The US health care system is going to be overwhelmed by the coronavirus pandemic for months to come. But when the spread of the virus finally does subside, many of its impacts will be here to stay. With millions of Americans likely to need expensive hospital stays this year, our nationwide health care costs are expected to increase by as much as $251 billion, according to a new analysis. As a result, US health insurance premiums could rise by up to 40 percent in 2021, exacerbating a crisis of ever-increasing costs that already leave Americans paying far more for care than the people of any other country.
What this means is that we’re about to hit a fork in the road with the private insurance industry. The coronavirus is shredding insurers’ profits right now, underlining the fact that private insurance is simply not built to handle a medical crisis. Having to cover a surge of expensive treatment — and, in some cases, having to waive co-pays — is antithetical to the premise of for-profit insurance. Saddled with these unexpected costs, private insurers’ only alternative to drastically raising our premiums will be to request a massive government bailout to avoid bankruptcy.
Allowing private companies to bankroll our health care system has always been a terrible policy choice, but the horror of this approach is about to become even more evident. Hiking premiums in the midst of a devastating pandemic to make up for their losses is an act of cruelty, to be sure. But it’s also the only logical act for companies whose sole purpose is to chase accrescent profits.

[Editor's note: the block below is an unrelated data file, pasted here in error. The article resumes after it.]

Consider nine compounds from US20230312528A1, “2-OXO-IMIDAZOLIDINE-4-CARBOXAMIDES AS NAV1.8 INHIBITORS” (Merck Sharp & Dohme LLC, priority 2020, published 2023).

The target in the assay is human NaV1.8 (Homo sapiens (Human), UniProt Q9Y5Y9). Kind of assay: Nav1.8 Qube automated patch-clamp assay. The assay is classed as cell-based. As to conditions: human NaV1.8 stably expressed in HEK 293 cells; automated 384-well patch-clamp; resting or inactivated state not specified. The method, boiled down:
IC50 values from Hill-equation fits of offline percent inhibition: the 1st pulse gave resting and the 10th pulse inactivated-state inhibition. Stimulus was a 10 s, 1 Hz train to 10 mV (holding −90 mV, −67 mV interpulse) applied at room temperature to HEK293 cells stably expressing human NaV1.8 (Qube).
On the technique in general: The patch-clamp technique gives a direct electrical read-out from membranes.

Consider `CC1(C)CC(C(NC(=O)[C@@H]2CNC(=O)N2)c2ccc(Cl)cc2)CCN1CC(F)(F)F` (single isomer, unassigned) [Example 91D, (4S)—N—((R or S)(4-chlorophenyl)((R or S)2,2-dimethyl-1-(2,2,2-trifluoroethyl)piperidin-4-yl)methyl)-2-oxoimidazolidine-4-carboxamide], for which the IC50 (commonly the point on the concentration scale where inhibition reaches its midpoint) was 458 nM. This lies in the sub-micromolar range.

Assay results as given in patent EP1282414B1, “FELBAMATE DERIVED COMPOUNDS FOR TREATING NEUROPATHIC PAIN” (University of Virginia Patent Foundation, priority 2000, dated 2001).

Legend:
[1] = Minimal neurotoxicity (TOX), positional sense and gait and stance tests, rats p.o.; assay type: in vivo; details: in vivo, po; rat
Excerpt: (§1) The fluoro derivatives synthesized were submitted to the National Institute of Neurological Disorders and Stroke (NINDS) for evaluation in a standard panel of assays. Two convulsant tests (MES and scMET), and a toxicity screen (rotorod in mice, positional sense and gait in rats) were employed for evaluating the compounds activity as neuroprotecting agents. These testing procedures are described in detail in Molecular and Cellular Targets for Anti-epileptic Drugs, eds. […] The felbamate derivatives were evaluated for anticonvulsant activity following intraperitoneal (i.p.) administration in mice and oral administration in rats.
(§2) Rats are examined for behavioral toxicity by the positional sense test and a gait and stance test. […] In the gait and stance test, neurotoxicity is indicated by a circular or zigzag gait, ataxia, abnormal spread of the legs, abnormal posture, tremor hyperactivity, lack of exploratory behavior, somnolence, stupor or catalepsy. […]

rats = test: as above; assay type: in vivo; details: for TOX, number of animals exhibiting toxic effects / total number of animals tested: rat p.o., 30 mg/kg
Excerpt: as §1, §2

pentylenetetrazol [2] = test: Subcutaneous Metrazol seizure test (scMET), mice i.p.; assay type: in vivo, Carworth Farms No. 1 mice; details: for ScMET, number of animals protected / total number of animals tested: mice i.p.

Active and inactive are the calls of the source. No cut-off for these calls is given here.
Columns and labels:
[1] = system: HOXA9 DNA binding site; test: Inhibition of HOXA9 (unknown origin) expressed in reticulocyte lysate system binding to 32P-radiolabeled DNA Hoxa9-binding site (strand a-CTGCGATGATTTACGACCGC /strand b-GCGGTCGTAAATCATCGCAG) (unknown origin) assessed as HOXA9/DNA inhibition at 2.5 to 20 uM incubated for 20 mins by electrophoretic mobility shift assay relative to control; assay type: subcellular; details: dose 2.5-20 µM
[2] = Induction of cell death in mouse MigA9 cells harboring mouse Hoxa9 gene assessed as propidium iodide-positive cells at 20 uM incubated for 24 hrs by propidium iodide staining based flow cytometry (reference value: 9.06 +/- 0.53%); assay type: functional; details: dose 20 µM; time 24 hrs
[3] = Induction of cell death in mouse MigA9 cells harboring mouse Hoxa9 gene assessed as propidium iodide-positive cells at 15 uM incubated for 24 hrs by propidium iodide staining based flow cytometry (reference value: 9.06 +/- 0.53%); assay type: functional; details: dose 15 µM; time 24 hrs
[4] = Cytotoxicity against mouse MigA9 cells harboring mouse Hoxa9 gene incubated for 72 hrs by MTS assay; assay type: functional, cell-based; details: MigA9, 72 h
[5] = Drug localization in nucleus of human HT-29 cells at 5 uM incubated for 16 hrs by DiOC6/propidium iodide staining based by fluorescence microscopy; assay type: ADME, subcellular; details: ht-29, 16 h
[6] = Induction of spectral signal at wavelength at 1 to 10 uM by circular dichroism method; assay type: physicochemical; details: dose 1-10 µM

Instead of allowing our premiums to skyrocket or bailing out a heartless industry with public funds, thereby prolonging a profit-driven nightmare, we need to seize this watershed moment by taking the step many Americans have demanded for over a century. It’s time to abolish the private insurance industry and create a single, national insurance plan in its place.
Now Is the Time
There has never been a more obvious moment to take the leap to single-payer health care. The familiar arguments against it, disingenuous in the first place, are suddenly outwardly ridiculous and easy to refute.
Joe Biden has been using his scarce media appearances to assure viewers that he still opposes Medicare for All, Bernie Sanders’s popular single-payer plan that would comprehensively cover all Americans at no out-of-pocket cost. But his arguments — that Medicare for All would be too expensive, that it would disrupt people’s employer-sponsored coverage, and that it would bring too large a change from the status quo — no longer carry the weight they once did. Even CNN’s Anderson Cooper recently pressed Biden to explain how his health care plan would solve the problems made evident by the current pandemic.
On the question of cost, Sanders and his fellow Medicare for All advocates have long argued that single-payer health care will cost substantially less than our current system. This is backed up by virtually every major economic analysis of his plan, although these studies have long been ignored by Medicare for All’s opponents in Congress and the media. But they become harder to ignore the more expensive the current system gets — and a massive hike in premiums or a major government bailout will only underscore Sanders’s argument further.